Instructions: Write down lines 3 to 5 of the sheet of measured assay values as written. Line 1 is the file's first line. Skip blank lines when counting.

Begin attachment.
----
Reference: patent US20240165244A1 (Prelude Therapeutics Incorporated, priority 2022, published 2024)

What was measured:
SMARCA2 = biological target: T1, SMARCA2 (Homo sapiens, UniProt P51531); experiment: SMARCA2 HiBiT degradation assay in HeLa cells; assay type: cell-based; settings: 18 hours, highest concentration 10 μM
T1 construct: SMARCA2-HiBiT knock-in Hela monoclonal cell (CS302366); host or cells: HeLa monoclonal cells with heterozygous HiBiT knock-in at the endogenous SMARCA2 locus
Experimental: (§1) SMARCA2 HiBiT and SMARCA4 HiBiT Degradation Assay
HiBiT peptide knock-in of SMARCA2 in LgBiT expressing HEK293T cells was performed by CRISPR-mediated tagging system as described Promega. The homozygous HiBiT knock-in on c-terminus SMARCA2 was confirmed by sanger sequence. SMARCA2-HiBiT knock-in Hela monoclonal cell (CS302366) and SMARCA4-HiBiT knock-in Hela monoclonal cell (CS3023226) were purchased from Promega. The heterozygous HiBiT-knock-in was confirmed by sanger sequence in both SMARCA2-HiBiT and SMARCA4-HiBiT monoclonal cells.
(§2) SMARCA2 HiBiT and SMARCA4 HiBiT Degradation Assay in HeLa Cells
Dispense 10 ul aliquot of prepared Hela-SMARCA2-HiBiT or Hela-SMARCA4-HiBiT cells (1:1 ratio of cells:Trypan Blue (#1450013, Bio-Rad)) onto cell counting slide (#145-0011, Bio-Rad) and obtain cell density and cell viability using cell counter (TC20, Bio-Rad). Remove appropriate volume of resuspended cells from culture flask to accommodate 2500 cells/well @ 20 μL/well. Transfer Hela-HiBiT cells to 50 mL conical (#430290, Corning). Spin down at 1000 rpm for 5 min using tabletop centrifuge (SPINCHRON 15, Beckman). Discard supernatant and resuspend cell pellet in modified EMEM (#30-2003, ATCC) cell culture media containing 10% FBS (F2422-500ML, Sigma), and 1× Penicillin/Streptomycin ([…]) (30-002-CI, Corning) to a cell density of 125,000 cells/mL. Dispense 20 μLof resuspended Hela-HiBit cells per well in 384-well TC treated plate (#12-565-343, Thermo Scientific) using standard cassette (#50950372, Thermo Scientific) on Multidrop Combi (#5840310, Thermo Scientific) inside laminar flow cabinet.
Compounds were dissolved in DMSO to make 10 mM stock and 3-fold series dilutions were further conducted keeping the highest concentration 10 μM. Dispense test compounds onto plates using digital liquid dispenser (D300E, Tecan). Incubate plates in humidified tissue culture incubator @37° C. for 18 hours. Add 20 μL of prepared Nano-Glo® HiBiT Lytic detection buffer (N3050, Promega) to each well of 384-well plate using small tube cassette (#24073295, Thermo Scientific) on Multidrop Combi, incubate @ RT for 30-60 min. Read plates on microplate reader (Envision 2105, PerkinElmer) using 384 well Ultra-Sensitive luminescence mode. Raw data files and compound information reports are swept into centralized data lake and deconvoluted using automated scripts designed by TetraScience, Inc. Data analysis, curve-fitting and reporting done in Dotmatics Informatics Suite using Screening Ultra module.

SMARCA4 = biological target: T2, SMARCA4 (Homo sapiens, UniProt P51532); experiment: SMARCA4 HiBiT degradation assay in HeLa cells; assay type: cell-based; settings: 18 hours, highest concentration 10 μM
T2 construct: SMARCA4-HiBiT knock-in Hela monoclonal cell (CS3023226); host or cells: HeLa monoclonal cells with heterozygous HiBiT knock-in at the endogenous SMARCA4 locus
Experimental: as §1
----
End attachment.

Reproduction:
SMARCA2 = biological target: T1, SMARCA2 (Homo sapiens, UniProt P51531); experiment: SMARCA2 HiBiT degradation assay in HeLa cells; assay type: cell-based; settings: 18 hours, highest concentration 10 μM
T1 construct: SMARCA2-HiBiT knock-in Hela monoclonal cell (CS302366); host or cells: HeLa monoclonal cells with heterozygous HiBiT knock-in at the endogenous SMARCA2 locus
Experimental: (§1) SMARCA2 HiBiT and SMARCA4 HiBiT Degradation Assay